Please use the contact form at: to ask a question but please be aware that my time is limited and it will not be possible for every question to be answered.

The next question will follow soon and will try to answer it as quickly as this but no promises!

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Grand Lodge of California

July 3rd, 2020 by Robert Cooper

Masonic gifts from the Grand Lodge of California.

I recently received several lovely Masonic gifts from the Grand Lodge of California as a consequence of my Zoom presentation on 24 June 2020.

Although not necessary the gifts were very much appreciated especially as that Grand Lodge of is one of my ‘affiliate’ Grand Lodges. By that I mean that I am a member of a two Lodges there and have been invited to visit and have given several lectures. Most notably the prestigious Henry Wilson Coil – instituted to commemorate the work of the Freemason by that name. He is arguably best remembered for his encyclopedia of Freemasonry which remains in print today.

There is a library and museum dedicated to his memory. To see details online please visit:

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June 25th, 2020 by Robert Cooper

I have been asked many times over the last few weeks where a copy of the book: The Red Triangle can be obtained.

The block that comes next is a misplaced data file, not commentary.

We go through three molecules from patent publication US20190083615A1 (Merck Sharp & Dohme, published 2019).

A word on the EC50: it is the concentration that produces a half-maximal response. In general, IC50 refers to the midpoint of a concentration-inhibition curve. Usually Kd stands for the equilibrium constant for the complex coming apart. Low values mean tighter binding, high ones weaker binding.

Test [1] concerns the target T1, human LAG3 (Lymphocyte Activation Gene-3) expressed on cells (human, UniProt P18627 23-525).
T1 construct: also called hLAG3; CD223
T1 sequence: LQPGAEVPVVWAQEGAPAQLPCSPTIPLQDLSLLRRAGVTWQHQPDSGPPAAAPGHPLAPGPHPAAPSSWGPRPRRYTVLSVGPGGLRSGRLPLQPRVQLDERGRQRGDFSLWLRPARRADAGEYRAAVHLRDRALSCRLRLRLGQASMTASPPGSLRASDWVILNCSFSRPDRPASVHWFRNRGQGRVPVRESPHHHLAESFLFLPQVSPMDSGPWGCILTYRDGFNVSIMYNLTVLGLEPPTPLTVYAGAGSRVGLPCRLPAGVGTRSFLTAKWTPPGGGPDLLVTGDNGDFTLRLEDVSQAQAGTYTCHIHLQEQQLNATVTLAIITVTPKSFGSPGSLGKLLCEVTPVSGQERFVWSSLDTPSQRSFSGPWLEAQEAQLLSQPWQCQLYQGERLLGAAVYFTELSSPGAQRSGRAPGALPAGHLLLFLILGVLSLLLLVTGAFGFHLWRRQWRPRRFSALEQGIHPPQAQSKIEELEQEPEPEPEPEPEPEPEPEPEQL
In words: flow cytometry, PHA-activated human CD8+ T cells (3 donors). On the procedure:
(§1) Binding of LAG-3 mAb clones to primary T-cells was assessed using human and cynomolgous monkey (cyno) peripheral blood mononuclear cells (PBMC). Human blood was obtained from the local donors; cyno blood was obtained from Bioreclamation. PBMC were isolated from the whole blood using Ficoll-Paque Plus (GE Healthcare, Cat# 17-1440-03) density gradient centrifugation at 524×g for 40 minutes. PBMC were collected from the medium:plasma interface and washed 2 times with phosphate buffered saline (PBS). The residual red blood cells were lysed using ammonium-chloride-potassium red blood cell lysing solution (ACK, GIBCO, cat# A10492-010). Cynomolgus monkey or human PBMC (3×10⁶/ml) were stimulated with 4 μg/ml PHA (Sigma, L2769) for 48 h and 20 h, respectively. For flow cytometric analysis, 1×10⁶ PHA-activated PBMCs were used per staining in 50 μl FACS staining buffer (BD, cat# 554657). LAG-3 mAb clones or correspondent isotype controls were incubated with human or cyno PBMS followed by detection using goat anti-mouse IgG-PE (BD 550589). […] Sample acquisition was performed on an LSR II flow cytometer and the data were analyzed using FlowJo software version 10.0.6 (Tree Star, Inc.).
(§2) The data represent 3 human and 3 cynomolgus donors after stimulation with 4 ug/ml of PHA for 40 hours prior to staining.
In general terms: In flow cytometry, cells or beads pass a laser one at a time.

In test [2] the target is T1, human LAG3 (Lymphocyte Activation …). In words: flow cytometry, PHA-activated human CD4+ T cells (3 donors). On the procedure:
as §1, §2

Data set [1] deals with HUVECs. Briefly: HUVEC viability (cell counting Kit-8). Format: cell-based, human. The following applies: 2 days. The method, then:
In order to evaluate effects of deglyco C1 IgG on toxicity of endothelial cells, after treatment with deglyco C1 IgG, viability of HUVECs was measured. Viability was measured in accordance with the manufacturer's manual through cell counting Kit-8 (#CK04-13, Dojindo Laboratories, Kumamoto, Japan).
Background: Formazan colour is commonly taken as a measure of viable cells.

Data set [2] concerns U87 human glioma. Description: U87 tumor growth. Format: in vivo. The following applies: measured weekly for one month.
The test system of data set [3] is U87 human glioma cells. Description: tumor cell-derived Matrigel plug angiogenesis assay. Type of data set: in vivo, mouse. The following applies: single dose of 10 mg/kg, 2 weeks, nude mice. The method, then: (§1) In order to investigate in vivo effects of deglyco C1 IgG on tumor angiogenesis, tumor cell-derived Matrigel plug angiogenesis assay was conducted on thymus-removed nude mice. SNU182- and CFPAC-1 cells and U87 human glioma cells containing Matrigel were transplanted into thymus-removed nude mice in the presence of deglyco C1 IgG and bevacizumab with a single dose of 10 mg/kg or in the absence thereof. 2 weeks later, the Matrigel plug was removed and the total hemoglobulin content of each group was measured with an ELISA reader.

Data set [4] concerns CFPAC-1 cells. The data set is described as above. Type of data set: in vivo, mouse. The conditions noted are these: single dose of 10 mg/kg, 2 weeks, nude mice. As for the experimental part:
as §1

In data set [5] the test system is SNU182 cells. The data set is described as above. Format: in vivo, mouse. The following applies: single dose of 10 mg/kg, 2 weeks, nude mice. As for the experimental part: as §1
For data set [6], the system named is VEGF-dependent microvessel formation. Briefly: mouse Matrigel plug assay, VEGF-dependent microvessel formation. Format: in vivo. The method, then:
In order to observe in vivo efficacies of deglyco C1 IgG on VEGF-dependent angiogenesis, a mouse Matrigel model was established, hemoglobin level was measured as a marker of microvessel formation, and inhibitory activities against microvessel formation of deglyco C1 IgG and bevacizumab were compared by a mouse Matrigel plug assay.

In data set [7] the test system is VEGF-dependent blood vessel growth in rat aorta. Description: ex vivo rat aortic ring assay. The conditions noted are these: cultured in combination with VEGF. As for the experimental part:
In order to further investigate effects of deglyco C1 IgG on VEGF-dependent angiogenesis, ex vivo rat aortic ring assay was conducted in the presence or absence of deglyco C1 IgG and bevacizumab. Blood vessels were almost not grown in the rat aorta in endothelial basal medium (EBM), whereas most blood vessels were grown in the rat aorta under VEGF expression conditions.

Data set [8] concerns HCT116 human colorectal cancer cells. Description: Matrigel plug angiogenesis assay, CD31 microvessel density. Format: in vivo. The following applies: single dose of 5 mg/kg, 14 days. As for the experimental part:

The Grand Lodge of Scotland online shop has hardback copies and although you can place an order it will not be processed until staff return from furlough leave.

Meantime I have just been informed that the book has just been republished in paperback form and can be ordered directly from the publisher.

The paperback can be ordered directly from Lewis Masonic at:

However, if you would prefer to have a hardback copy I suggest waiting until Freemasons’ Hall reopens – although I cannot say when that will be.

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Grand Lodge of California

June 23rd, 2020 by Robert Cooper

In these days of lock-down due to the Corona Virus I am presently surprised at how adaptable Freemasons are under these conditions. An example of that is this initiative by the Grand Lodge of California.

In these days of lock-down due to the Corona Virus I am presently surprised at how adaptable Freemasons are under these conditions. am proud to have been asked, as a Past Master of Quatuor Coronati Lodge, No.2076, to give a presentation tomorrow, hosted by the Grand Lodge of California.